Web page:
Courtesy Reuters

U.S. Power and Strategy After Iraq


The world is off balance. If anyone doubted the overwhelming nature of U.S. military power, Iraq settled the issue. With the United States representing nearly half of the world's military expenditures, no countervailing coalition can create a traditional military balance of power. Not since Rome has one nation loomed so large above the others. Indeed, the word "empire" has come out of the closet. Respected analysts on both the left and the right are beginning to refer to "American empire" approvingly as the dominant narrative of the twenty-first century. And the military victory in Iraq seems only to have confirmed this new world order.

Americans, however, often misunderstand the nature of their power and tend to extrapolate the present into the future. A little more than a decade ago, the conventional wisdom held that the United States was in decline. In 1992, a presidential candidate won votes by proclaiming that the Cold War was over and Japan had won. Now Americans are told that their unipolar moment will last and that they can do as they will because others have no choice but to follow. But focusing on the imbalance of military power among states is misleading. Beneath that surface structure, the world changed in profound ways during the last decades of the twentieth century. September 11, 2001, was like a flash of lightning on a summer evening that displayed an altered landscape, leaving U.S. policymakers and analysts still groping in the dark, still wondering how to understand and respond.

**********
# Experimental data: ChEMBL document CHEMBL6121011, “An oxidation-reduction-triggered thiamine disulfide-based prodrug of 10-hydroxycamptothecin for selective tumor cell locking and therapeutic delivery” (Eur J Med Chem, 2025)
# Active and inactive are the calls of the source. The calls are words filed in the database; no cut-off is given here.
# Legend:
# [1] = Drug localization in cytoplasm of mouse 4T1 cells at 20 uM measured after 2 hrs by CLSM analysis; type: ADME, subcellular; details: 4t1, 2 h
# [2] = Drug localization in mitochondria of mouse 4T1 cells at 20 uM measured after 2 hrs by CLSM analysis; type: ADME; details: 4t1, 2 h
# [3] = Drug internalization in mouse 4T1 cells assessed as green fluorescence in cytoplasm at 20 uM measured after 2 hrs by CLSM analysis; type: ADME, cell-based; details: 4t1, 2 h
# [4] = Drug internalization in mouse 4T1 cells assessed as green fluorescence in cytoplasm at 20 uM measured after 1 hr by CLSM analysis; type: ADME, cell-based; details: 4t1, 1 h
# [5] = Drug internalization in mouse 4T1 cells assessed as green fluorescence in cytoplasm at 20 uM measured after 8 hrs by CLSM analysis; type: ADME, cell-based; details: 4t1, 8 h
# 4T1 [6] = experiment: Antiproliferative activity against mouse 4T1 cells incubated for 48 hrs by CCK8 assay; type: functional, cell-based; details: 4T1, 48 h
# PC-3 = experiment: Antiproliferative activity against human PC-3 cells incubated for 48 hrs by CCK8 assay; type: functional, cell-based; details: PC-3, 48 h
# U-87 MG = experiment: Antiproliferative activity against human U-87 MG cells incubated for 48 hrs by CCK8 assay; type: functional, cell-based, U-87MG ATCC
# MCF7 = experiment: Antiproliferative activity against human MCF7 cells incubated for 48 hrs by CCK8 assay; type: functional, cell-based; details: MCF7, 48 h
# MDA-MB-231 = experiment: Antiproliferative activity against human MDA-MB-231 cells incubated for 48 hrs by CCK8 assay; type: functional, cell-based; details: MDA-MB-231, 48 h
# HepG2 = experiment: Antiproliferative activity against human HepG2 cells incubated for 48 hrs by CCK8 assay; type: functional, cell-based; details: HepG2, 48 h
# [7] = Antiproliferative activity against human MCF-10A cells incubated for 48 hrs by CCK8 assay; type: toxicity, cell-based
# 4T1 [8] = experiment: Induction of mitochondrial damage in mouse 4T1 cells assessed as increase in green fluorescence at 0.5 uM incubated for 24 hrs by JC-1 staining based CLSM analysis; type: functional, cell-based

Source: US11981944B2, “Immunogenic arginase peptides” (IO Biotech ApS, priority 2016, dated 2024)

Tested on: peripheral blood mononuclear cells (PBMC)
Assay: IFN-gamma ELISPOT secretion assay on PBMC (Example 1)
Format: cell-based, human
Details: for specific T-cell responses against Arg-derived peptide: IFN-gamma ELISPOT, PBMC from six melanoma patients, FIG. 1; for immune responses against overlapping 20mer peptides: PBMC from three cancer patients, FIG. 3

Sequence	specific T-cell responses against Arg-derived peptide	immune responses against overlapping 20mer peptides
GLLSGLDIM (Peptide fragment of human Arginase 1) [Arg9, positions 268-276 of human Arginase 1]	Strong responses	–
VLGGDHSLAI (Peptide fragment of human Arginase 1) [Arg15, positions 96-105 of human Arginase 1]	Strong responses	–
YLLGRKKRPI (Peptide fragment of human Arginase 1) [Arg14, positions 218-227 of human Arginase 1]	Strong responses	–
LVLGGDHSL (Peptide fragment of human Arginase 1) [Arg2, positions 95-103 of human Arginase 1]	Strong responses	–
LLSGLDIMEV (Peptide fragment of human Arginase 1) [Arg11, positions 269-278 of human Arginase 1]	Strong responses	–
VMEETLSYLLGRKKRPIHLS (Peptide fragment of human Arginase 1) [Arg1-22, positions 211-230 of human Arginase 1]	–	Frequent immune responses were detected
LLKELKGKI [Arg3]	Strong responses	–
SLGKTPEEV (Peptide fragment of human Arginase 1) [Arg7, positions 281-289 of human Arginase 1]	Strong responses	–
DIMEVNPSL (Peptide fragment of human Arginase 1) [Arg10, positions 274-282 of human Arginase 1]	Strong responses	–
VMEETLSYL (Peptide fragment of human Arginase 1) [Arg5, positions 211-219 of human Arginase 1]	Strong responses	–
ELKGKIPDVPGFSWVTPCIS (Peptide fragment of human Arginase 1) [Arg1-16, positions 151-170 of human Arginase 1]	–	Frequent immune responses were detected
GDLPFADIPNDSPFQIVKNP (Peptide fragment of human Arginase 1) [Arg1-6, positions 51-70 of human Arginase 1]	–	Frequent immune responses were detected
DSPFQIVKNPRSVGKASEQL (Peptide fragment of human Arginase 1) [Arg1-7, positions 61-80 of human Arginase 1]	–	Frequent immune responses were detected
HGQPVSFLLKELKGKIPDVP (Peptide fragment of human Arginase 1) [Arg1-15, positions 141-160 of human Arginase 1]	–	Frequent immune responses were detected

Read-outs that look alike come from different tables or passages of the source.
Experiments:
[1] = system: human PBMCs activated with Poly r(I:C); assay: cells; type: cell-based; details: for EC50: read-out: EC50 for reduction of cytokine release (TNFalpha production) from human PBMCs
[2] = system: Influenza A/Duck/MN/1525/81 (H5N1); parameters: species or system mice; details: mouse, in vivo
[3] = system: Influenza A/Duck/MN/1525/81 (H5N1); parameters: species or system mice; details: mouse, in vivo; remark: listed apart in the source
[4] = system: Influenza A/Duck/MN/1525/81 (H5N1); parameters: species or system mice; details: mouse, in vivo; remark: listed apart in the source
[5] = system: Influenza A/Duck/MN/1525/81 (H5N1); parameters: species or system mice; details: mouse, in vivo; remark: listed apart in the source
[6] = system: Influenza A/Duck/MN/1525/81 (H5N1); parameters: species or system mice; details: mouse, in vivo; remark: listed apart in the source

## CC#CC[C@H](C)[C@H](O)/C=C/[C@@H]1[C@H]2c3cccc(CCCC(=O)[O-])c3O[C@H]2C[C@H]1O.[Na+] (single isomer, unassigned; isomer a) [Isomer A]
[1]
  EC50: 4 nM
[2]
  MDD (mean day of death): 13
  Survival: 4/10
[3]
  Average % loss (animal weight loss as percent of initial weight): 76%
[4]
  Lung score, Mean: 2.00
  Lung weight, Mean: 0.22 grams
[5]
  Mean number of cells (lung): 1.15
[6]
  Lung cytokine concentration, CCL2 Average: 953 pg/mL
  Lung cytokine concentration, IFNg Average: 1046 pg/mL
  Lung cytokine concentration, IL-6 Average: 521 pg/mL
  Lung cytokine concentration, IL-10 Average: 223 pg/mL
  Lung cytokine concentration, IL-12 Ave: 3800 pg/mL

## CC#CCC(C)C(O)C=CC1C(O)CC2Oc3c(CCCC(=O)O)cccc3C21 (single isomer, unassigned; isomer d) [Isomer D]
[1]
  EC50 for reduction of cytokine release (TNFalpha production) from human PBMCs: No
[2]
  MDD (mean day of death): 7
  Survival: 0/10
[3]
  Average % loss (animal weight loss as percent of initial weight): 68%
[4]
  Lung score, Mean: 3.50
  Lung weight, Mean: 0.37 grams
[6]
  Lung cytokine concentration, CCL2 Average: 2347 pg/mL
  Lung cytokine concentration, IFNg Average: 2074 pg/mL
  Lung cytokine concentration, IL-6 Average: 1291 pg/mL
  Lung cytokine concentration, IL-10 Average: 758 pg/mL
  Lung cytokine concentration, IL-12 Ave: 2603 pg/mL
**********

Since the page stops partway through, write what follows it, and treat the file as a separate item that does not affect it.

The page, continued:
George W. Bush entered office committed to a realist foreign policy that would focus on great powers such as China and Russia and eschew nation building in failed states of the less-developed world. China was to be "a strategic competitor," not the "strategic partner" of Bill Clinton's era, and the United States was to take a tougher stance with Russia. But in September 2002, the Bush administration issued a new national security strategy, declaring that "we are

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